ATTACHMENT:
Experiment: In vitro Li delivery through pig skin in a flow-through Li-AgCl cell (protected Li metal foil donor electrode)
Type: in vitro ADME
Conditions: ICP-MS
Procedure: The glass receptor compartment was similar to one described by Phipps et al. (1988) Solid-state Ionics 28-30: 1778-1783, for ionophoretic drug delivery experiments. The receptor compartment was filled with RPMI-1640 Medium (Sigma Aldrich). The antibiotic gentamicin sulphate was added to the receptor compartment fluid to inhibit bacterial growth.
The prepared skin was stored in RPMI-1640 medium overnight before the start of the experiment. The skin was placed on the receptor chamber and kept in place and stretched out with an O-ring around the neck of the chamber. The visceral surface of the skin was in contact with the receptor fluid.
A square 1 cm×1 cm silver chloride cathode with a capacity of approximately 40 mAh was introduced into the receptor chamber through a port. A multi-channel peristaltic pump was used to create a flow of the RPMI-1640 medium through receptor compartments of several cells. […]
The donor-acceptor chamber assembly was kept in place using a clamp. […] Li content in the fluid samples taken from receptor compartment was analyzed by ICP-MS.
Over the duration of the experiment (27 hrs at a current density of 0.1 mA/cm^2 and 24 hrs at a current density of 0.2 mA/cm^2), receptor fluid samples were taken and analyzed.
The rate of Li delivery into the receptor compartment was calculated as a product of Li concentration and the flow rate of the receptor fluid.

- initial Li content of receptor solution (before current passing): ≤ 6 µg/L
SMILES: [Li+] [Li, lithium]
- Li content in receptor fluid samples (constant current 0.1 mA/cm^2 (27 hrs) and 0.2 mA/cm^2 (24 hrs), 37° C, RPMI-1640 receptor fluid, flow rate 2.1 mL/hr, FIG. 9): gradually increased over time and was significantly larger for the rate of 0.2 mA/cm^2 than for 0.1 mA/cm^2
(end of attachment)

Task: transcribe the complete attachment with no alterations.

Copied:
Experiment: In vitro Li delivery through pig skin in a flow-through Li-AgCl cell (protected Li metal foil donor electrode)
Type: in vitro ADME
Conditions: ICP-MS
Procedure: The glass receptor compartment was similar to one described by Phipps et al. (1988) Solid-state Ionics 28-30: 1778-1783, for ionophoretic drug delivery experiments. The receptor compartment was filled with RPMI-1640 Medium (Sigma Aldrich). The antibiotic gentamicin sulphate was added to the receptor compartment fluid to inhibit bacterial growth.
The prepared skin was stored in RPMI-1640 medium overnight before the start of the experiment. The skin was placed on the receptor chamber and kept in place and stretched out with an O-ring around the neck of the chamber. The visceral surface of the skin was in contact with the receptor fluid.
A square 1 cm×1 cm silver chloride cathode with a capacity of approximately 40 mAh was introduced into the receptor chamber through a port. A multi-channel peristaltic pump was used to create a flow of the RPMI-1640 medium through receptor compartments of several cells. […]
The donor-acceptor chamber assembly was kept in place using a clamp. […] Li content in the fluid samples taken from receptor compartment was analyzed by ICP-MS.
Over the duration of the experiment (27 hrs at a current density of 0.1 mA/cm^2 and 24 hrs at a current density of 0.2 mA/cm^2), receptor fluid samples were taken and analyzed.
The rate of Li delivery into the receptor compartment was calculated as a product of Li concentration and the flow rate of the receptor fluid.

- initial Li content of receptor solution (before current passing): ≤ 6 µg/L
SMILES: [Li+] [Li, lithium]
- Li content in receptor fluid samples (constant current 0.1 mA/cm^2 (27 hrs) and 0.2 mA/cm^2 (24 hrs), 37° C, RPMI-1640 receptor fluid, flow rate 2.1 mL/hr, FIG. 9): gradually increased over time and was significantly larger for the rate of 0.2 mA/cm^2 than for 0.1 mA/cm^2